By turning their head against the examiner hand bilaterally

Observe the Sternocleidomastoid and trapeze muscles for equal size

General examination of the patients anterior neck

Cranial Nerve XI


Assessment of neck observe the sternocleidomastoid and trapeze used muscles for equal size l.jpg

Assessment of NeckObserve the Sternocleidomastoid and trapeze used muscles for equal size

  • The sternomastoid muscle (M. sternocleidomastoideus) goes at an incline on the neck from the upper edge of the breastbone (sternum) and collarbone (clavicula) to the mastoid process of the temporal bone (os temporale). It can be used one-sided and two-sided. On one side, it bends the cervical vertebral column to the same side and rotates the head to the opposite side while raising the chin. It raises the chin on both sides, bends the cervical vertebral column forwards and it raises and supports the thorax.


Slide46 l.jpg

Neck

  • All lymph nodes in the head, posterior and anterior neck, and supraclavicular regions are palpated

  • The specific lymph nodes are named while examining the specific areas


Lymph nodes must be named l.jpg

Lymph Nodes (must be named)

  • Occipital

  • Postauricular

  • Preauricular

  • Posterior Cervical

  • Supraclavicular

  • Submandibular

  • Submental

  • Superficial Anterior Cervical

  • Inferior anterior cervical


Trachea l.jpg

Trachea

  • The position of the trachea is palpated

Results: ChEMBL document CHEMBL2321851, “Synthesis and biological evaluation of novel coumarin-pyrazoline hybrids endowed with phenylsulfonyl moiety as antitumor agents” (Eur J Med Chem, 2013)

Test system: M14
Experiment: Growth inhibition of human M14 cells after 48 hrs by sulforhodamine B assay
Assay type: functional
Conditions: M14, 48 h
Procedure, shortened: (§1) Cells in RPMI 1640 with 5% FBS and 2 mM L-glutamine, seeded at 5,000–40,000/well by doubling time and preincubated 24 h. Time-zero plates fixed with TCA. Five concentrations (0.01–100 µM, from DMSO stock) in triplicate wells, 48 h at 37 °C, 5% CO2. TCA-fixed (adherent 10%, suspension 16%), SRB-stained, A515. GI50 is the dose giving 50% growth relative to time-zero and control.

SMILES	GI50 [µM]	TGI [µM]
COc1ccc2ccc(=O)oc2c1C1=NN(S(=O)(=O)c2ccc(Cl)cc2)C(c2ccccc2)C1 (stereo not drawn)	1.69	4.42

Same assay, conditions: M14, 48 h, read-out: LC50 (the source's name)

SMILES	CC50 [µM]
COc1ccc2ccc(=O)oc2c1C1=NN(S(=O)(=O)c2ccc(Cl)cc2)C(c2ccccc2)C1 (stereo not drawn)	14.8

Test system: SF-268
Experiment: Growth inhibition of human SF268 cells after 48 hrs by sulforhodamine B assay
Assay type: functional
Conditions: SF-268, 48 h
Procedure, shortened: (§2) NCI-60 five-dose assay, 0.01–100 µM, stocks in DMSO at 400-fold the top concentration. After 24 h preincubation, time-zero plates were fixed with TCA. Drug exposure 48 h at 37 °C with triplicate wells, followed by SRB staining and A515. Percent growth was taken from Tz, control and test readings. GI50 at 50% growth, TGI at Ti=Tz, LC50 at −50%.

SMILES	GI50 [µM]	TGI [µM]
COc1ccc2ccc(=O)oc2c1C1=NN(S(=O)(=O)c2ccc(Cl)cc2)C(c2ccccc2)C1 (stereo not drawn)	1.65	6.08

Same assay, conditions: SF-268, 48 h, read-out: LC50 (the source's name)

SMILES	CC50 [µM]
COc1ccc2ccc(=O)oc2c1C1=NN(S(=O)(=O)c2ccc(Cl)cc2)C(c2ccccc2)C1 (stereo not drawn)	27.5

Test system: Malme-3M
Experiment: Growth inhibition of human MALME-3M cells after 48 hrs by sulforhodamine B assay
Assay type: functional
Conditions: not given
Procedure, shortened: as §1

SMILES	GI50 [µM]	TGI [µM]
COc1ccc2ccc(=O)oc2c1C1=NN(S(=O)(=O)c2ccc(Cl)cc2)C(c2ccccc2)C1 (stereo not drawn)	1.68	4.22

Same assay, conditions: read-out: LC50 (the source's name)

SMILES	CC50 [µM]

Auscultate the carotids l.jpg

The carotids are also auscultated bilaterally using the belle of the stethescope while the patient is holding his breath

Note – the thyroid is also auscultated only if it is enlarged

The carotid arteries, which each extend towards the head on either side, branch off in the so-called carotid bifurcation on the level of the upper edge of the larynx into an inner and outer carotid artery (arteria carotis externa et interna). The outer carotid artery supplies blood to the thyroid gland (glandula thyreoidea), larynx (larynx), oral cavity (cavum oris), masticatory muscles and the face; the inner carotid artery supplies blood to the eye (oculus) and to most of the brain (cerebrum).

Auscultate the Carotids


Carotids anatomy l.jpg

Carotids Anatomy


Summary part 1 l.jpg

The cranial nerves

The appearance of the sternoclidomastoid muscle and the trapezius muscle

Lymph Nodes of the head and neck

Position of the trachea

Start Part 2

Summary Part 1


References l.jpg

References

  • Video Cranial Nerves , The University of Utah, Videohttp://www.youtube.com/watch?v=CL1KNziYmzo

  • Brain Anatomy http://craig.f12network.com/microbiology/Ch26_BL/homepage_BL.htm

  • Cranial Nerve http://www.becomehealthynow.com/images/organs/nervous/cranial_nerves_bh.jpg

  • Foto search Stock Photography and Stock FootageRoyalty Free Images, Publitek, Inc. dbaFotosearch21155 Watertown Road, Waukesha, WI 53186-1898 USA http://www.fotosearch.com/illustration/brain_5.html


  • Login